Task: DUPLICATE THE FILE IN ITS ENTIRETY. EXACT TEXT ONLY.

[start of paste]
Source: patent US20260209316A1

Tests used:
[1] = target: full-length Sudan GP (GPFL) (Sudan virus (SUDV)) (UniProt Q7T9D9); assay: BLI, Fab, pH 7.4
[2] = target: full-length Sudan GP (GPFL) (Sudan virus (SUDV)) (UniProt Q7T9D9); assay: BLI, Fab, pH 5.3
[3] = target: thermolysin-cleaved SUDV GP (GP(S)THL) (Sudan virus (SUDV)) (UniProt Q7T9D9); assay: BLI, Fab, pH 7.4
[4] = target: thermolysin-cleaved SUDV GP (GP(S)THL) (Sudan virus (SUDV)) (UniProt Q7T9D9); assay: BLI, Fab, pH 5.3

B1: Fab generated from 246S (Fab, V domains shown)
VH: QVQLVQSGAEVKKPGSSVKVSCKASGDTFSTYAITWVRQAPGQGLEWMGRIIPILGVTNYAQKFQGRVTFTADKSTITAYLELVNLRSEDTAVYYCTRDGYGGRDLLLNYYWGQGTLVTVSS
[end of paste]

Source: patent US20260209316A1

Tests used:
[1] = target: full-length Sudan GP (GPFL) (Sudan virus (SUDV)) (UniProt Q7T9D9); assay: BLI, Fab, pH 7.4
[2] = target: full-length Sudan GP (GPFL) (Sudan virus (SUDV)) (UniProt Q7T9D9); assay: BLI, Fab, pH 5.3
[3] = target: thermolysin-cleaved SUDV GP (GP(S)THL) (Sudan virus (SUDV)) (UniProt Q7T9D9); assay: BLI, Fab, pH 7.4
[4] = target: thermolysin-cleaved SUDV GP (GP(S)THL) (Sudan virus (SUDV)) (UniProt Q7T9D9); assay: BLI, Fab, pH 5.3

B1: Fab generated from 246S (Fab, V domains shown)
VH: QVQLVQSGAEVKKPGSSVKVSCKASGDTFSTYAITWVRQAPGQGLEWMGRIIPILGVTNYAQKFQGRVTFTADKSTITAYLELVNLRSEDTAVYYCTRDGYGGRDLLLNYYWGQGTLVTVSS